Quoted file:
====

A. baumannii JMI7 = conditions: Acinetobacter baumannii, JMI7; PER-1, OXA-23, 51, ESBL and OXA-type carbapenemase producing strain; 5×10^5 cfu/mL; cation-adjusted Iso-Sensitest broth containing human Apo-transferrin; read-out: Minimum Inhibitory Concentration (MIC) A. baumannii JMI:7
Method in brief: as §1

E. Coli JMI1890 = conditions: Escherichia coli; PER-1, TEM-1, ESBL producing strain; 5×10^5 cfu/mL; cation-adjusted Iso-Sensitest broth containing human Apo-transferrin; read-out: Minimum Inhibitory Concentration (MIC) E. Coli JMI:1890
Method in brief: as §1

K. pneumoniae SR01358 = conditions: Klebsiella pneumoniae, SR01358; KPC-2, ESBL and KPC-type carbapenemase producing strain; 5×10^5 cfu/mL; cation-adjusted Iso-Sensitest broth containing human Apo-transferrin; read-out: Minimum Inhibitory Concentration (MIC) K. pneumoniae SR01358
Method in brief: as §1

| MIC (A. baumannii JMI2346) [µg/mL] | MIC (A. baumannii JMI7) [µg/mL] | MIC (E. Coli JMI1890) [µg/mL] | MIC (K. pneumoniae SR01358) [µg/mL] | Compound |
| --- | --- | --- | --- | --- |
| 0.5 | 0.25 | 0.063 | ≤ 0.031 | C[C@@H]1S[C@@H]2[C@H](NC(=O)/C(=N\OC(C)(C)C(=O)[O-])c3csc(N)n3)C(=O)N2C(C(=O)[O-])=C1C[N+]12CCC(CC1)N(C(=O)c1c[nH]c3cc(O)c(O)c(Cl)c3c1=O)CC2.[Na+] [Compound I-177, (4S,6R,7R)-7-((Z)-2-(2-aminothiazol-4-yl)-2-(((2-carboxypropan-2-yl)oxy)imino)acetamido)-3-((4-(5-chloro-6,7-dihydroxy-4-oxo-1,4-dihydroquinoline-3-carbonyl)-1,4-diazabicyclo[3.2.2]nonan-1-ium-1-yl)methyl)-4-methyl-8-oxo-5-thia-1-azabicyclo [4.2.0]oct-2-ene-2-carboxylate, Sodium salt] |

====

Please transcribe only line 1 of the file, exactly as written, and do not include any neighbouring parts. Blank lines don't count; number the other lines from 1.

A. baumannii JMI7 = conditions: Acinetobacter baumannii, JMI7; PER-1, OXA-23, 51, ESBL and OXA-type carbapenemase producing strain; 5×10^5 cfu/mL; cation-adjusted Iso-Sensitest broth containing human Apo-transferrin; read-out: Minimum Inhibitory Concentration (MIC) A. baumannii JMI:7